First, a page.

Pato O’Ward charges to win, dedicates it to injured teammate


DETROIT — Pato O’Ward became IndyCar’s first repeat winner of the season by charging through the field Sunday on a final restart to steal the victory away from Josef Newgarden at the Raceway at Belle Isle Park.

O’Ward was fifth on a restart with seven laps remaining, but the 22-year-old from Mexico picked off Graham Rahal in the first turn, then Alex Palou in the next one for two passes in the first two turns. After passing Colton Herta for second, he set his sights on snatching what had seemed to be an easy victory for Newgarden away from the two-time IndyCar champion.

O’Ward went wheel-to-wheel with Newgarden and finally completed the pass with just over two laps remaining. O’Ward ultimately beat Newgarden by 6.7595 seconds and dedicated the win to Arrow McLaren SP teammate Felix Rosenqvist, who was hospitalized overnight following his crash in Saturday’s first race of the doubleheader.

“I talked to Felix this morning and the important thing is that he’s OK, but I told him ‘I’m going to win it for you,'” O’Ward said. “I’m a man of my word, I wanted to get it done for him.”

O’Ward, who earned his first career victory last month, took a one point lead over Palou in the championship standings. He has now won on an oval and a street course, and he finished third Saturday for two podiums at Detroit.

He removed his shoes after the podium presentation and dove into the James Scott Memorial Fountain, where he made a lap splashing the fans who had gathered on the side of the park landmark.

Newgarden started from the pole and led 67 of the 70 laps before O’Ward ran him down and dropped him to a second-place finish. Team Penske remains winless on the season.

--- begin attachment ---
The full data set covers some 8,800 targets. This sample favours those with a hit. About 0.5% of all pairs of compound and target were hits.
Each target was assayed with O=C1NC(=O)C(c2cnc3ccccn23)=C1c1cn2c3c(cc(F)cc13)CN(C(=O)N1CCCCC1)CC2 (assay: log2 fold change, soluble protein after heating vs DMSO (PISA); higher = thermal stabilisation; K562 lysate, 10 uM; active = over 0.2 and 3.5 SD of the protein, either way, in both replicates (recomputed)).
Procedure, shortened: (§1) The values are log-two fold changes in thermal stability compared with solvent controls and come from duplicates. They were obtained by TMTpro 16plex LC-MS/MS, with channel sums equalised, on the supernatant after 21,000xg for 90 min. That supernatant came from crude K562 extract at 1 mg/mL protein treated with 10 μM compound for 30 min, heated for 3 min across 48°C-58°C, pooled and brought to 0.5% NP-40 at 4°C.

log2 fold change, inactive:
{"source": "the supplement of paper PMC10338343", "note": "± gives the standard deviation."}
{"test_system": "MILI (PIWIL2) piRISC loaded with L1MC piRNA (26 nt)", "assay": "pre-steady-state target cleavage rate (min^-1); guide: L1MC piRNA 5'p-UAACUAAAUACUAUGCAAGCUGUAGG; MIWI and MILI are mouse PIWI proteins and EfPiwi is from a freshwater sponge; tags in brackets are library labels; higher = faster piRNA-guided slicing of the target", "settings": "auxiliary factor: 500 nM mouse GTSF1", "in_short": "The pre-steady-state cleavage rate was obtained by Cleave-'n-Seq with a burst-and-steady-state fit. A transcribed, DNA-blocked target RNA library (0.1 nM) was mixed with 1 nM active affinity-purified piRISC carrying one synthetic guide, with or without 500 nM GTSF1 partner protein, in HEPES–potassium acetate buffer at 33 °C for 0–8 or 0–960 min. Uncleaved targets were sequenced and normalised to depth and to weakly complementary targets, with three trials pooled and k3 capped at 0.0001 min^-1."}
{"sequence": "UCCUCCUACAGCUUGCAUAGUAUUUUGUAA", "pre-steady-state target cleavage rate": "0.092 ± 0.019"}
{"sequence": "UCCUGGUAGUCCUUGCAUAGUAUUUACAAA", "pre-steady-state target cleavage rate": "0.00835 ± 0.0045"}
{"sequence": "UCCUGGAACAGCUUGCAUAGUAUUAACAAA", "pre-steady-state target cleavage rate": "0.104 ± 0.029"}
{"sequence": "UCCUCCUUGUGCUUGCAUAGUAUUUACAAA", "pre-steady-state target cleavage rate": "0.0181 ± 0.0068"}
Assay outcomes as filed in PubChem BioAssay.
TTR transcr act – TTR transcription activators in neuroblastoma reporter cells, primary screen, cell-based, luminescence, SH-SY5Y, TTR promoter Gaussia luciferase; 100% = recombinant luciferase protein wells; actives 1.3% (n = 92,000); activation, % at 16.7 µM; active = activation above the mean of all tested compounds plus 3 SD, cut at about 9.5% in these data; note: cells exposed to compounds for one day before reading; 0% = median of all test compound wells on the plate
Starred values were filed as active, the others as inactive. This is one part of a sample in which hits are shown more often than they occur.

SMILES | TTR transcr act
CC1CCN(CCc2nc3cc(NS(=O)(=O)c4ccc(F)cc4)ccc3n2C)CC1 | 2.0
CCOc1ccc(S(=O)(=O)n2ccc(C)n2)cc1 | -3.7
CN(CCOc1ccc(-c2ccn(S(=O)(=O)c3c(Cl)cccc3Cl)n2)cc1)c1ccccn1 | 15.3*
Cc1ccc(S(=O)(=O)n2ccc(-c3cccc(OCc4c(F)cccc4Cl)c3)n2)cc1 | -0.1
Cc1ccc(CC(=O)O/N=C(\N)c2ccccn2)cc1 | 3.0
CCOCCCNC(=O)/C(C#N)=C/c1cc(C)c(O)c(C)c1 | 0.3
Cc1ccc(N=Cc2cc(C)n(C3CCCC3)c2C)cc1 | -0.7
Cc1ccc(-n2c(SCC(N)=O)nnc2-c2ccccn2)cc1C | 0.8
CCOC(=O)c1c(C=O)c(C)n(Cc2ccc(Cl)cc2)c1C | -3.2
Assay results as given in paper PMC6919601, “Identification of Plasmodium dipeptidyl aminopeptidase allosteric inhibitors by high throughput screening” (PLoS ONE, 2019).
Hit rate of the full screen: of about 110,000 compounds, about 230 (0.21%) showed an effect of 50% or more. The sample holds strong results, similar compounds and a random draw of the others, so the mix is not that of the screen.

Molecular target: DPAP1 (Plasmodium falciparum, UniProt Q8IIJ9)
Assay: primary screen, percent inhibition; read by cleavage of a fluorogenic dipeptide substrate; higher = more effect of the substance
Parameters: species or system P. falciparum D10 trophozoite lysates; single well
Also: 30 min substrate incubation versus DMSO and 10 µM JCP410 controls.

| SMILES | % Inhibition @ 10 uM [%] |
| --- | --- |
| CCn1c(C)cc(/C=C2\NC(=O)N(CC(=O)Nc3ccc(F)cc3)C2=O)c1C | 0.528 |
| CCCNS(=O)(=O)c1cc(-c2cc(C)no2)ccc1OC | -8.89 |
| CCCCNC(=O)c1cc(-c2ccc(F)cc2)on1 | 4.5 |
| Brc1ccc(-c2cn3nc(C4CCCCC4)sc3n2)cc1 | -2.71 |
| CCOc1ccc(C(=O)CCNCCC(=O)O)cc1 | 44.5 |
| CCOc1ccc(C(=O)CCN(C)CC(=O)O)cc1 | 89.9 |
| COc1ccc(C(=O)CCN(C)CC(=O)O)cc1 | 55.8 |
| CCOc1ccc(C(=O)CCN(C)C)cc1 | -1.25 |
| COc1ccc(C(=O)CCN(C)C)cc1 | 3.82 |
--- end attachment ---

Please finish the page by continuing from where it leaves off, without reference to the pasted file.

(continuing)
“He was coming like a freight train,” Newgarden said of O’Ward.

Newgarden didn’t try to hide his frustration.

“Heartbreaking day when you finish second like that,” he said. “It’s hard not to be disappointed. I thought we had the car to beat.”

Palou finished third for Chip Ganassi Racing, which swept Saturday with a win by Marcus Ericsson in the IndyCar race and then the first victory for the Cadillac sports car team in the IMSA with Renger van der Zande and Kevin Magnussen.

Sunday’s IndyCar race was far less eventful than Saturday’s, when Rosenqvist’s crash led to a nearly 90 minute red flag and a later stoppage ultimately decided the race.

This time it was a Newgarden runaway until Romain Grosjean brought out a late caution with a brake fire and tried to put it out himself. His car came to a stop on the track and the Frenchman, who was nearly killed in a fire last November during a Formula One race in Bahrain, seemed to panic.

Small flames spit up from his right tire and he hurriedly climbed from the car, then wildly looked for a safety crew for assistance. Grosjean ran to the fence and grabbed a fire extinguisher from a race marshal who passed it through a hole and rushed back to his car, which had black smoke rising from the front.

The safety truck arrived as Grosjean got back to the car with the extinguisher, and he was pushed to the side and out of the way. He appeared frustrated as he handed the pin from the extinguisher to the worker.

Rosenqvist, meanwhile, was not seriously injured in Saturday’s crash when his throttle appeared to stick and his car drove directly into a tire barrier going at least 100 mph. The force into the six rows of tires moved the concrete barrier and Rosenqvist’s car was jammed in at a nearly 45-degree angle.

He was taken to a hospital for evaluation but released Sunday morning. Oliver Askew, who drove 12 races in that car last season as O’Ward’s teammate before he was replaced by Rosenqvist, was the emergency substitute.

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